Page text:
Twitter allows the young writer the leisure of failing on the cheap. Of course, the young writer is saving time when they use Twitter Fiction as a means of publication. As Clay Shirky declares in his book Here Comes Everybody, “cheap failure, valuable as it is on its own, is also a key part of a more complex advantage: the exploration of multiple possibilities.” Below is a sample of the “possibilities” that Twitter fiction offers: @Very Short Story: A twitter fiction handle created by Sean Hill. Very Short Story’s fiction can range from the darkly humorous to the ultimately sad condition of modern life. I would liken this fiction to that of Raymond Carver in its depiction of sadness behind the seemingly mundane. @Trapezemag: Publishes fiction mostly erring towards the Sci-Fi/Horror genre. The work that comes in can be fairly philosophical ruminations on technology, or bordering on the just plain frightening. Stories may be in the same vein as Kurt Vonnegut and Phillip K. Dick all the way to Clive Barker. @Nanofiction: The fiction on this handle tends to run a wide spread. Some stories are surrealistic, others very modern and minimal, some are even (though rarely) science fiction. @Bjorn: Is a self-publishing twitter handle in the same vein as Very Short Story. The stories are often surrealistic, using a similar tone as Donald Barthelme, in that the stories usually end in an absurd twist. @iwasaplatypus: This is another self-publishing handle that focuses on humorous, offbeat stories mostly grounded in reality. I would describe these stories as having a similar style to authors such as Tao Lin, or Sam Pink.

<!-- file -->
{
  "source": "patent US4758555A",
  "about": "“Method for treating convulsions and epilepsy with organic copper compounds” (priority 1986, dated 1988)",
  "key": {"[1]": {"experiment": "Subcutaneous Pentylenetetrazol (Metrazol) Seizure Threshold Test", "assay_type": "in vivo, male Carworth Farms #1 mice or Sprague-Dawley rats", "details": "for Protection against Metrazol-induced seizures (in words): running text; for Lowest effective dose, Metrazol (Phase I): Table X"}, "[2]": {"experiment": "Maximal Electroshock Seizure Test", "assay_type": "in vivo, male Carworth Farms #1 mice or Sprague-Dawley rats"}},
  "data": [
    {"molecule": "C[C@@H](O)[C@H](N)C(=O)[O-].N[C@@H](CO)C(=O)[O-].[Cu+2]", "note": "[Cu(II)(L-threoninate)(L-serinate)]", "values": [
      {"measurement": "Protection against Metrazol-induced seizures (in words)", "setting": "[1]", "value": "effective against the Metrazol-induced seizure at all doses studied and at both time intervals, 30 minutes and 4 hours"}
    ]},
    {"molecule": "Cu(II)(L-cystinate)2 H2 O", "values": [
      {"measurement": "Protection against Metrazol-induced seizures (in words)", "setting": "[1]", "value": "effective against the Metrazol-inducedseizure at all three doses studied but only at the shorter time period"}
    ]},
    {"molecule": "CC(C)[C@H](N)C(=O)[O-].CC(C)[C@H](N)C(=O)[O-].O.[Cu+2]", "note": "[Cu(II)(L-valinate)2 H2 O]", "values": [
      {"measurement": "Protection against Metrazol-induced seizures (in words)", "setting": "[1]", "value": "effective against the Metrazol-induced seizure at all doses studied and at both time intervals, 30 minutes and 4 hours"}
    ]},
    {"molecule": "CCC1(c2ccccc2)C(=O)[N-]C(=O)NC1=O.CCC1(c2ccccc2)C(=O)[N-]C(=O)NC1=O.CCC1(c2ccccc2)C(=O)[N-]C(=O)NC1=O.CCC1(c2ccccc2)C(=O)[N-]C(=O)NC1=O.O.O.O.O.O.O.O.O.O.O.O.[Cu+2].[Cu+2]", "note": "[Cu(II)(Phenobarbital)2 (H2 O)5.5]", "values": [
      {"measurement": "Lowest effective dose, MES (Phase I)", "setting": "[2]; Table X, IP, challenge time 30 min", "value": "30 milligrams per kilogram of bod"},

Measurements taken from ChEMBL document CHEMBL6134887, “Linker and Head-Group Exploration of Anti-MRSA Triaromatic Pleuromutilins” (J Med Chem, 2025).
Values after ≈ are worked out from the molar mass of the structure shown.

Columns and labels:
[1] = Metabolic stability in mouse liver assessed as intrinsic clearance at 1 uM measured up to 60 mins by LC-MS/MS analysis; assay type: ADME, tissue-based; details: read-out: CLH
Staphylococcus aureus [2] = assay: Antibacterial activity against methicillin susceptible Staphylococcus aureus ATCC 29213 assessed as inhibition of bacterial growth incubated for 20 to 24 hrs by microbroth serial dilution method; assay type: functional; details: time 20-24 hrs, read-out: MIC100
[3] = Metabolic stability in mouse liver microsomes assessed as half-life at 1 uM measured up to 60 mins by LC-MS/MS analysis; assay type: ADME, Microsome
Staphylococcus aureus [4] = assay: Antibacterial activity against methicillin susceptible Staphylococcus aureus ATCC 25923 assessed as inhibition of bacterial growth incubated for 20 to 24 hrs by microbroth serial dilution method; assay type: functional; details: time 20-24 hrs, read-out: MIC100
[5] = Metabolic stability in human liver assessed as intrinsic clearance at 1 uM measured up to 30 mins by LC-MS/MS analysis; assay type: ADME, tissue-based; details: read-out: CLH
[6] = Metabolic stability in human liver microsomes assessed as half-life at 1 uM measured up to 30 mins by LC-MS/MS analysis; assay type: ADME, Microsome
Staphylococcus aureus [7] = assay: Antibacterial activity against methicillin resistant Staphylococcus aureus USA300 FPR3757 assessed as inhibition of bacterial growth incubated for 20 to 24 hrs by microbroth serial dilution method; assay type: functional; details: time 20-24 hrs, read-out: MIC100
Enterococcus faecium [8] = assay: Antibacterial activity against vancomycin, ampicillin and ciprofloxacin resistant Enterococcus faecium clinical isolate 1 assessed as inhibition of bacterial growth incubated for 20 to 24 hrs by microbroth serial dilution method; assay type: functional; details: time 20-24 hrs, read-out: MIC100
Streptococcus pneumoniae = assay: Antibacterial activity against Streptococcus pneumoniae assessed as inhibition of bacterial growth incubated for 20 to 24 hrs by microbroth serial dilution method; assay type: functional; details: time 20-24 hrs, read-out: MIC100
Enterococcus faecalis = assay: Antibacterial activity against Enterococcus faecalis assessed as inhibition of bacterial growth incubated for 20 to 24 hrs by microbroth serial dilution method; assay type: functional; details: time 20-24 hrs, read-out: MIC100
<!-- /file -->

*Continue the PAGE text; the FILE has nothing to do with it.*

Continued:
@arjunbasu: The stories on this feed tend to be of the more modern-realist variety. Often these stories deal with communication within relationships, similar in style to stories by Junot Diaz. @maureenevans: The fiction on this twitter handle is interesting because along with being confined to 140 characters, the stories are also kept strictly to haiku format. These give the stories an Eastern feel, as if you were reading Laozi trying to communicate the daily oddities of modern life.
@thaumatrope: This is a twitter publishing handle mostly interested in humorous stories no matter the particular genre they may fall in. The stories tend to take the form of a joke, with a set-up at the beginning and a twist in the story near the end.
Published on Jul 20, 2012